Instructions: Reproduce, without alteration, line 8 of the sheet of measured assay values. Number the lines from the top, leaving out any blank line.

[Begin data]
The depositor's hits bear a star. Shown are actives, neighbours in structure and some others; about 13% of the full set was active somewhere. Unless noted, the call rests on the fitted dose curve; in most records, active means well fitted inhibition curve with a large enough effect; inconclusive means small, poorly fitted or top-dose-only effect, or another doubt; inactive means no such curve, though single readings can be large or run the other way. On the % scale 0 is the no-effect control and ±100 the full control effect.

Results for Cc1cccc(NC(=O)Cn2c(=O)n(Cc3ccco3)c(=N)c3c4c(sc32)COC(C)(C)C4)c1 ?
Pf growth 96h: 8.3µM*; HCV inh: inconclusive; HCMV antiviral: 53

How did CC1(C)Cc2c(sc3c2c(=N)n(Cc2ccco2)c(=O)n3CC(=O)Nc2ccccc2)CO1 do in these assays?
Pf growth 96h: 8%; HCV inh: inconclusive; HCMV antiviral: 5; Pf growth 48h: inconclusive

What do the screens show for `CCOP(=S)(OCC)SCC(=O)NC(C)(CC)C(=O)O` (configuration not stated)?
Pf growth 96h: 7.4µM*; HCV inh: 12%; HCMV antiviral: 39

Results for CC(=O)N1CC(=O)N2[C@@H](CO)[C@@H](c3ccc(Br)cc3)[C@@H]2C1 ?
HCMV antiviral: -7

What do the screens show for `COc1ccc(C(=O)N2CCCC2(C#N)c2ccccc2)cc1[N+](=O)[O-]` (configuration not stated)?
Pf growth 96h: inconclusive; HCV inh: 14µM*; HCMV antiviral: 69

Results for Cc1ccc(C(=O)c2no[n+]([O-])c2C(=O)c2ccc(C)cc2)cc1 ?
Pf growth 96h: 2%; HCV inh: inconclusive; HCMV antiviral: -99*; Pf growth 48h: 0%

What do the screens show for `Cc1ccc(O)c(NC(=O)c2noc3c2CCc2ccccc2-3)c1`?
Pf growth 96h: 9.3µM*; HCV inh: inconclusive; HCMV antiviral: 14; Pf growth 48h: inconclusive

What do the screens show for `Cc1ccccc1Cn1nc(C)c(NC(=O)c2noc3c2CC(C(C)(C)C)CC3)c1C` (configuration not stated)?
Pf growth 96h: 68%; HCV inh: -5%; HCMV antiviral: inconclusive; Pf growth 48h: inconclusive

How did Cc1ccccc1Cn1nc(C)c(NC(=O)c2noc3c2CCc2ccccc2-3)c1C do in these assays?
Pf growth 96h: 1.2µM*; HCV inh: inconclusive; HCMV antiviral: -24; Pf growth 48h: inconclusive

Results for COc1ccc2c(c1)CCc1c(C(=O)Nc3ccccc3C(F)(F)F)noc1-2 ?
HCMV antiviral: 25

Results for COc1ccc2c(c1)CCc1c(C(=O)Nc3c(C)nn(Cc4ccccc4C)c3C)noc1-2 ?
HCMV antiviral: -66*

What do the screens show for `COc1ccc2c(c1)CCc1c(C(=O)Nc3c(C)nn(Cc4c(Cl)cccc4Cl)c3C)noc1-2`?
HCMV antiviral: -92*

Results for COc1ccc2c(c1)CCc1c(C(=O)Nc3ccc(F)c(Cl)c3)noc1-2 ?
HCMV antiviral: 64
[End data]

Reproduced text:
Results for CC(=O)N1CC(=O)N2[C@@H](CO)[C@@H](c3ccc(Br)cc3)[C@@H]2C1 ?